This picturesque canalside street has been in use for more than a thousand years, having been built in the Tang dynasty (around 825-826) to transport Sūzhōu’s upper classes to Tiger Hill for leisurely outings. Nowadays, it is pedestrianised and, in fine weather, makes for a wonderful way to stroll to Tiger Hill. Shantang Jie is very similar in feeling to Pingjiang Lu, with whitewashed buildings backing directly onto the canal and quaint lantern-decorated bridges.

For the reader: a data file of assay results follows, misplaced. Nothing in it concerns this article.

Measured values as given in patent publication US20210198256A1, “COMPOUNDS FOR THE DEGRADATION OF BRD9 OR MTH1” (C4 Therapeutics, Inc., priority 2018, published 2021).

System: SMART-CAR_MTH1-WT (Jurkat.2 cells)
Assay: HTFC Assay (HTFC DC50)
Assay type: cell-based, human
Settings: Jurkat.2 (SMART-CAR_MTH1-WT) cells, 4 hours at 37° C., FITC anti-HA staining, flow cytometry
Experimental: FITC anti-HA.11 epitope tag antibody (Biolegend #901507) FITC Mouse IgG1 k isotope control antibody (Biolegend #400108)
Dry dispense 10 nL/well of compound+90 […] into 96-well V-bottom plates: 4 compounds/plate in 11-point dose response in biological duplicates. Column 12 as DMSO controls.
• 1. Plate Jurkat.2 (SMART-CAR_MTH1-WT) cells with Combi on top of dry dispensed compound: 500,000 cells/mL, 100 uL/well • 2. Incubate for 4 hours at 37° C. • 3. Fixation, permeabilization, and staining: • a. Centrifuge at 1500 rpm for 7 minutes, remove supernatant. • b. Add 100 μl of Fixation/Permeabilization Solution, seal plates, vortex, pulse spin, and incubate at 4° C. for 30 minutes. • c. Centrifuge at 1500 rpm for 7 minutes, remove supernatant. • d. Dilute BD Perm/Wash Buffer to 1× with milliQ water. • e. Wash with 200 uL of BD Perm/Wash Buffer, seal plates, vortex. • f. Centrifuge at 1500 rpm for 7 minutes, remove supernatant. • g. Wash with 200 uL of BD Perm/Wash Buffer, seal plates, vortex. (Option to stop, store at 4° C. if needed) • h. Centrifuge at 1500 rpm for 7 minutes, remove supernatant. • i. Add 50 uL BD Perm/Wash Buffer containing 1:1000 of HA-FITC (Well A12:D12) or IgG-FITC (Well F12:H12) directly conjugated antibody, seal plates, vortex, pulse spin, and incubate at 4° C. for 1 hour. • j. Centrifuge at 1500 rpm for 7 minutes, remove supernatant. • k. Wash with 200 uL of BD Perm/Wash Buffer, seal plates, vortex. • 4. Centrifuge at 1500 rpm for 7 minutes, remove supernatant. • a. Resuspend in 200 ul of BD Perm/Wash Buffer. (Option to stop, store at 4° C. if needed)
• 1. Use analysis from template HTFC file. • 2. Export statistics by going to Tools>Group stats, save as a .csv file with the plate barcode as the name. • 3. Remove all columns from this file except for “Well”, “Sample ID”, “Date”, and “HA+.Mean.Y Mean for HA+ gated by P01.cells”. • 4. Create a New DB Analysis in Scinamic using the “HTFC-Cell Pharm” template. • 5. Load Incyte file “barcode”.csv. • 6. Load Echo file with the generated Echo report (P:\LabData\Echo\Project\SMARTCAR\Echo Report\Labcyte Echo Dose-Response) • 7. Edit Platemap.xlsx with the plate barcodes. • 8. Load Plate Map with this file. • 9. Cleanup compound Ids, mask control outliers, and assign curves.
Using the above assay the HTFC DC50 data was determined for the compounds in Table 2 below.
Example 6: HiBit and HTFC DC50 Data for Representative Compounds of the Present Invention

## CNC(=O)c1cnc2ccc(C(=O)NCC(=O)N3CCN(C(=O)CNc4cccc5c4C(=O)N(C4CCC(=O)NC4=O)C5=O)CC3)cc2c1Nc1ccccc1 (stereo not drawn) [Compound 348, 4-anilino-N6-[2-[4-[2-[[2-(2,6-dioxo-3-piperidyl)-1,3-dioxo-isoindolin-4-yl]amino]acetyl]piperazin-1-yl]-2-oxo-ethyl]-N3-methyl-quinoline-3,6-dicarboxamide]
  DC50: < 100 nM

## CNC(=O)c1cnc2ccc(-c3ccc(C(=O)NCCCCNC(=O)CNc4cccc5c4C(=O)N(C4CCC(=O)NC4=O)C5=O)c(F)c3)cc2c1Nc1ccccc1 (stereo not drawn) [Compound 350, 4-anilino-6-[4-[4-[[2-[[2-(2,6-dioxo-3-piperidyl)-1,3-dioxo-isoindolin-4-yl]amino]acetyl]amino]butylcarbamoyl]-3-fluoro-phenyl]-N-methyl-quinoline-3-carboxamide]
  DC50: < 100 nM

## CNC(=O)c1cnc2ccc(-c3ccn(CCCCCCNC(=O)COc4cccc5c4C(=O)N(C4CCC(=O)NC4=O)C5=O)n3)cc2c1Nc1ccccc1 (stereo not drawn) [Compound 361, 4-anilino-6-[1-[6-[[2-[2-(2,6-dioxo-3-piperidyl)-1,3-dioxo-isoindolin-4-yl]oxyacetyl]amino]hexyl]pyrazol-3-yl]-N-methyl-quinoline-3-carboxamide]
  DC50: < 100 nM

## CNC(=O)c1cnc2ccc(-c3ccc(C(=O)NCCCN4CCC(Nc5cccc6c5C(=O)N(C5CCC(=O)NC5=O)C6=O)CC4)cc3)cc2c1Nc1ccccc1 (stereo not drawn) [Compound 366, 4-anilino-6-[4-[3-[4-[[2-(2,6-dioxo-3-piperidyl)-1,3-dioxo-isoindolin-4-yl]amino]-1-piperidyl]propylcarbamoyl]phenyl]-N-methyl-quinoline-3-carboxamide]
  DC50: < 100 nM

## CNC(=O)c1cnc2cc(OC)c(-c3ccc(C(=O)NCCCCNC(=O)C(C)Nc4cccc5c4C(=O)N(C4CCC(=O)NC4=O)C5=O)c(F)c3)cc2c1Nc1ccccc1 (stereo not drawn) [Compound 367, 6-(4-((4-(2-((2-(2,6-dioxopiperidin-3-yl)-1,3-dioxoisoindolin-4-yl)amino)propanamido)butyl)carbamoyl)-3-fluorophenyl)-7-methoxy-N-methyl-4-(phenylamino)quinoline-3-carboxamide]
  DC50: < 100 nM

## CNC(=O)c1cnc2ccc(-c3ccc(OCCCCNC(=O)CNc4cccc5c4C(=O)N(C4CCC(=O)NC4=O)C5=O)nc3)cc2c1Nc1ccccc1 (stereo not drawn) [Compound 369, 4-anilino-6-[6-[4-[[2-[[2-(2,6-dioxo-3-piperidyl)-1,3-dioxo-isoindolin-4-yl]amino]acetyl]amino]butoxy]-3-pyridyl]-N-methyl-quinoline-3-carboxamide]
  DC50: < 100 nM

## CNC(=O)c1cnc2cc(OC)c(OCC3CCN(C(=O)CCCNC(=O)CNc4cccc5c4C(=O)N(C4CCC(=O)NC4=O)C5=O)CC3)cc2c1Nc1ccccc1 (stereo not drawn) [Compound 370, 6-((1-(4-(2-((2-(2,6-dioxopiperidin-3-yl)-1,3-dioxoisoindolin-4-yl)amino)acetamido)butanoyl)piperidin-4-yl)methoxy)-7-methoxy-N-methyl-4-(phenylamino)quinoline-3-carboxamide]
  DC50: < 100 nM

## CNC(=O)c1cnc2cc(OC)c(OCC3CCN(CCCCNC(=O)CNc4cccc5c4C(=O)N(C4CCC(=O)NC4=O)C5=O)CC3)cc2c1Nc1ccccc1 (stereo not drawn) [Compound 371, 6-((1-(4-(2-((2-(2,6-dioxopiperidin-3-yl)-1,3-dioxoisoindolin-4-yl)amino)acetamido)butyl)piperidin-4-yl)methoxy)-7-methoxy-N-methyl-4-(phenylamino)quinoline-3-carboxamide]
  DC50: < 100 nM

Past the tourist shops and restaurants at the end nearest the metro station, the northern end of the street becomes very quiet and offers a lovely look at how people traditionally live by the side of Sūzhōu’s canals. Keep a look out for the seven stone cats guarding the street's bridges and representing different auspicious aspects of life, from wealth to happiness. It is said that Qing Emperor Qianlong, who visited Sūzhōu many times, was so taken by Shantang Jie that he a replica of it built in the imperial garden of Běijīng’s Summer Palace.